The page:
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  1. Member
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    I have read that DSS encrypted DVD's will not be upconverted via HDMI on most upconverting players, and that the only way to upconvert these titles is to first make a backup copy (removing copy protection). Can anyone confirm this?
    I don't undestand why the encryption would make any difference. After all, the DVD has to be decrypted before displaying the contents, regardless of the type of encryption used. Furthermore, a good HDTV should automatically "upconvert" all input signals to its native resolution. Can anyone shed further light on this? Thanks.
    If this is true, then the value of upconverting players is greatly diminished.
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  2. Banned
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    Vrex - You mean CSS. Yes, it's true. Hollyweird scared all of the DVD player manufacturers and the rule is that if the DVD is encrypted, it cannot be allowed to upconvert the signal over HDMI. Thus the TV is forced to do the upconversion. If you have a good TV, this is not really a problem.

    However, keep in mind that HDMI was demanded by the makers of HD DVD and BluRay because supposedly it is secure hardware and cannot be cracked. To date as far as I know HDMI cannot be cracked. So the video path via HDMI is completely secure. So why on earth would Hollyweird refuse to allow encrypted DVDs to upscale over impenetrable HDMI? Pure paranoia that maybe, somehow, someday their precious unbreakable HDMI might be corrupted and (gasp!) someone might find a way to record the upscaled signal. Yes, it is true that if you have an unencrypted DVD that an upscaling player will send it out upscaled via HDMI, but if your DVD is encrypted, then Hollyweird has mandated that it can only be sent out as 480i or 480p over HDMI from your player. Keep in mind that Hollyweird has no legal right to mandate this and if the manufacturers weren't so focused on being slaves to Hollyweird this would not have been an issue.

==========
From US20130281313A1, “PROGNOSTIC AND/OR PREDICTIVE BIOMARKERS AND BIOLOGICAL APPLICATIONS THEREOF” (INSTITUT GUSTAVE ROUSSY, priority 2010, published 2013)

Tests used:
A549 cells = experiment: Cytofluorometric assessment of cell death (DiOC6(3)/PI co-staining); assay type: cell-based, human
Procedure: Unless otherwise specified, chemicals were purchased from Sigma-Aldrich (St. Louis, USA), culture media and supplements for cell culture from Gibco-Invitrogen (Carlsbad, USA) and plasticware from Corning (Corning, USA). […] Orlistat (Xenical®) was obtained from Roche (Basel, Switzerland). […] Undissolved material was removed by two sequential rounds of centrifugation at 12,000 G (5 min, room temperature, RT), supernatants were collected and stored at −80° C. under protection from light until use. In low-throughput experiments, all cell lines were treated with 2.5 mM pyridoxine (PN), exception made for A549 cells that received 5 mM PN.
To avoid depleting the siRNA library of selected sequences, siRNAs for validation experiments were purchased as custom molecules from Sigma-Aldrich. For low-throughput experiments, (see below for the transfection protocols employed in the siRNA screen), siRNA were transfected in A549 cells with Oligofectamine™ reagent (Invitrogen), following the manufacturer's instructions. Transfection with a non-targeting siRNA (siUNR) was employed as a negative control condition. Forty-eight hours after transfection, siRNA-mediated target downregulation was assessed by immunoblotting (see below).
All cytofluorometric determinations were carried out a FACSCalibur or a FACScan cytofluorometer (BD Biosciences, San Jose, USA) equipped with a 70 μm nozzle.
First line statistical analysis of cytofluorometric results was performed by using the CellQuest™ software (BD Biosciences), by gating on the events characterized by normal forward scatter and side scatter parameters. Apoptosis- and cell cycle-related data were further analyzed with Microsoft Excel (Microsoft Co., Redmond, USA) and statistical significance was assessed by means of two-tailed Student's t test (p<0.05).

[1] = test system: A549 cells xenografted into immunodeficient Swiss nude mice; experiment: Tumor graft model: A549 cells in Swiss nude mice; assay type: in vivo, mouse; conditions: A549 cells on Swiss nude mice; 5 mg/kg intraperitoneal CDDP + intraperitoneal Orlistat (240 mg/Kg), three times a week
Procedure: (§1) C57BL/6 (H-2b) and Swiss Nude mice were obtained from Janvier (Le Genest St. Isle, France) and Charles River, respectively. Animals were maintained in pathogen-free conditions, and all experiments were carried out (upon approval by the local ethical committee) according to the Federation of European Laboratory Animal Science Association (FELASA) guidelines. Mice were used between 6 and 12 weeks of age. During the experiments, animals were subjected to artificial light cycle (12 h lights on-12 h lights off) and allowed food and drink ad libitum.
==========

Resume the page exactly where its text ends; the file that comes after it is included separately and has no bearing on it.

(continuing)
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  3. Surely you're not telling me my beloved Oppo isn't really upconverting. And here all this time I thought...

    No, I think you mean CSS encrypted DVDs can't be upscaled (legally) over component (analog). It's perfectly OK to upconvert over digital connections.
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    Originally Posted by manono
    Surely you're not telling me my beloved Oppo isn't really upconverting. And here all this time I thought...

    No, I think you mean CSS encrypted DVDs can't be upscaled (legally) over component (analog). It's perfectly OK to upconvert over digital connections.
    Nope. I really mean that CSS encrypted DVDs won't be upscaled over HDMI. Lot's of people are shocked by that, but it's true. It may depend on the player, but I have a Toshiba that definitely will NOT output upscaled content over HDMI from encrypted DVDs. The player tells me so on the TV that it will only send out 480p because the content is encrypted and my only connection to the TV from the player is HDMI.